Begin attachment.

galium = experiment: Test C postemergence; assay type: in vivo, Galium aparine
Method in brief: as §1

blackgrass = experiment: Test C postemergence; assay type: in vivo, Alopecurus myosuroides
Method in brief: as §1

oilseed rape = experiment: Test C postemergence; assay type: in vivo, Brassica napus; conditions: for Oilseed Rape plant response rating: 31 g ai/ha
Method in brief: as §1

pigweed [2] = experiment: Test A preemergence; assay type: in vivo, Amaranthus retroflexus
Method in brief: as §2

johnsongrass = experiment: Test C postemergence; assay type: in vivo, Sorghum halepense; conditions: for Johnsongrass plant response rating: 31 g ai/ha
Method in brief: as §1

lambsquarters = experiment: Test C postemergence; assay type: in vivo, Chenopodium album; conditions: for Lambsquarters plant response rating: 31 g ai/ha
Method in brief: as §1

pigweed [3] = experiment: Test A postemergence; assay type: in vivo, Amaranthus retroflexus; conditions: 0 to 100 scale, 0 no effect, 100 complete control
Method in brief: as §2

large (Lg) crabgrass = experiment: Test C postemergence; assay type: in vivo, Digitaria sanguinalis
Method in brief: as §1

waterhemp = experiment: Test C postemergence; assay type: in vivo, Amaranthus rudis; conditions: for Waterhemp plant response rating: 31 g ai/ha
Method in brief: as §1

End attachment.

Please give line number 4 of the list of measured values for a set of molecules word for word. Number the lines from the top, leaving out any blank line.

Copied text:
Method in brief: as §1